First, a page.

Amazon and Walmart Lead in Online Grocery Shopping

In online grocery shopping, Amazon and Walmart continue to lead this market, although the growth of supermarkets/traditional grocery stores is significant compared to the two retail giants.

Walmart surpassed Amazon in online grocery sales, according to the 2019 US Online Grocery Buyers Study, prepared by Retail Feedback Group (RFG), a consumer research firm based in Lake Success, New York.

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The firm surveyed 1,000 American consumers who made online grocery purchases in the last 30 days. 37% cited Walmart (compared to 32% in 2018) and 29% named Amazon (compared to 31% a year ago) as the preferred place.

Supermarkets were the online grocery shopping destination for 22% of those customers. Other online grocery providers saw their share drop from 15% to 12% a year ago, according to RFG. Also, supermarkets registered the highest percentage of shoppers (22%) indicating first-time use for online grocery shopping, compared to 18% of Walmart and 9% of Amazon.

“As Walmart increases its focus on online grocery shopping, it appears to be resulting in more trial given the surge in shoppers reporting using Walmart for their most recent online grocery shopping experience, beating out Amazon,” said RFG Director Brian Numainville in a statement.

“At the same time, Supermarkets/Food Stores also appear to be gaining ground in increased overall satisfaction, as compared to last year, and now register the highest percentage of first-time users, showing positive momentum for the channel,” Numainville added.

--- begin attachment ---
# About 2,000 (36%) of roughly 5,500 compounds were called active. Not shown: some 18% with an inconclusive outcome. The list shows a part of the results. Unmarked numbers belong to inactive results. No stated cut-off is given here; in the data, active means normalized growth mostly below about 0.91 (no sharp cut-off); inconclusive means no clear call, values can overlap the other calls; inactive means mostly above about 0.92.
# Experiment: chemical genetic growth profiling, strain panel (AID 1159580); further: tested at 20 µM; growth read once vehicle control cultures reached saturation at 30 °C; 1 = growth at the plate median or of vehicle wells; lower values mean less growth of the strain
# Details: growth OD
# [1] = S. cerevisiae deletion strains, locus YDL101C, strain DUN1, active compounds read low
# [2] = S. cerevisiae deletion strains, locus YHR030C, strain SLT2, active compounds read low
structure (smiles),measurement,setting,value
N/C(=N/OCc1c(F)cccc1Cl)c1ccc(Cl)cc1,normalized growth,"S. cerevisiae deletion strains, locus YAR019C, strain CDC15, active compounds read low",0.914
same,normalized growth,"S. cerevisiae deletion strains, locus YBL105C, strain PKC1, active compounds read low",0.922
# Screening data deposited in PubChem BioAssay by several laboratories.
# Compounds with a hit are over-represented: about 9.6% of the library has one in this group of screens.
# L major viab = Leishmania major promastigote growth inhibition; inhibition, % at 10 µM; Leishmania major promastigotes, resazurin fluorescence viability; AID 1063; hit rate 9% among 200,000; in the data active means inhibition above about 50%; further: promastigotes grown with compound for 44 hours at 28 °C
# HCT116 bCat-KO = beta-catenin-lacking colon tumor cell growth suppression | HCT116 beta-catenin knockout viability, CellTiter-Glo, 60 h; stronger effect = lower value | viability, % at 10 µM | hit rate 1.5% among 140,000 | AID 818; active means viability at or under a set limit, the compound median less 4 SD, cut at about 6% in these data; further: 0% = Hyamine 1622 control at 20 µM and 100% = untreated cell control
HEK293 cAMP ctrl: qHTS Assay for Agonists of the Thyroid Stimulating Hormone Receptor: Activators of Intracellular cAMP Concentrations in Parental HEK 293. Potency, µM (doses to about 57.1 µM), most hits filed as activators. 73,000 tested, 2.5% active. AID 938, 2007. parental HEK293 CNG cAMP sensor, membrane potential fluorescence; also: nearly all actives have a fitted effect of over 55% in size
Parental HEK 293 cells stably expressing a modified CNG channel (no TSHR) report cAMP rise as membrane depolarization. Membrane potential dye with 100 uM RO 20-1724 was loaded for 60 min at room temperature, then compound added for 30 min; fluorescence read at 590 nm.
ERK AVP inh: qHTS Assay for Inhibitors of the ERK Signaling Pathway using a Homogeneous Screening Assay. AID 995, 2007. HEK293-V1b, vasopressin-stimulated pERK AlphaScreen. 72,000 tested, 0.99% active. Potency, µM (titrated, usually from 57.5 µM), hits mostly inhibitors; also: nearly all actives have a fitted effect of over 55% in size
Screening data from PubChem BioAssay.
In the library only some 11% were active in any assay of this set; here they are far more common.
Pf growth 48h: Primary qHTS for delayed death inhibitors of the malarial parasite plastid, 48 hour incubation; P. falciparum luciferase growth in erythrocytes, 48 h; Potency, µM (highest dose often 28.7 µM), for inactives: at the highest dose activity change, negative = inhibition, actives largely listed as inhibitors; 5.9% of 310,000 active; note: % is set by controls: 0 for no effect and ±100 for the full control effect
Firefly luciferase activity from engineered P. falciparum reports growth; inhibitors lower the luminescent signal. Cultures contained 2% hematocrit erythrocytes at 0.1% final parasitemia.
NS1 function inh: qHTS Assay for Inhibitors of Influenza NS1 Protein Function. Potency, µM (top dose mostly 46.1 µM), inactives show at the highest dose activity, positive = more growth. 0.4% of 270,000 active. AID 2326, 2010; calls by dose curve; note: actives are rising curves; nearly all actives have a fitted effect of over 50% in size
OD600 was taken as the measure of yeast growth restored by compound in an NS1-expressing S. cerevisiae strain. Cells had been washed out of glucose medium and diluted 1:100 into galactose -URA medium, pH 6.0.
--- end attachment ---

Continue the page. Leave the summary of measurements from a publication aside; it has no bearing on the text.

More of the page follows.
In terms of customer satisfaction when shopping for groceries online, supermarkets gained ground from leaders Amazon and Walmart, which experienced a decline according to the 2018 RFG study.

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On a scale of 1 to 5, Amazon scored 4.60 (a drop from 4.70 in 2018), while Walmart scored 4.45 (a decrease from 4.54 in 2018). Supermarkets/food stores improved to 4.43 from 4.36 in 2018.

The Online Grocery Shopping Experience

The RFG study reviewed 12 critical points of satisfaction of the online grocery shopping experience, including ordering, fulfillment and people elements, by a significant provider.

Amazon shoppers rated six of the twelve aspects of the online shopping experience significantly higher as compared to how Supermarket/Food Store shoppers and Walmart shoppers rated their providers.

Walmart shoppers did not rate any element significantly higher for Walmart than Amazon shoppers rated these elements for Amazon.

“Interestingly, shoppers with orders fulfilled by Instacart have an overall satisfaction score of 4.58, similar to that of Amazon, and higher than both Walmart and Supermarkets/Food Stores,” said RFG. Of the 53% of shoppers who indicated their order was fulfilled by delivery, approximately one-fourth of those had deliveries that were handled by Instacart.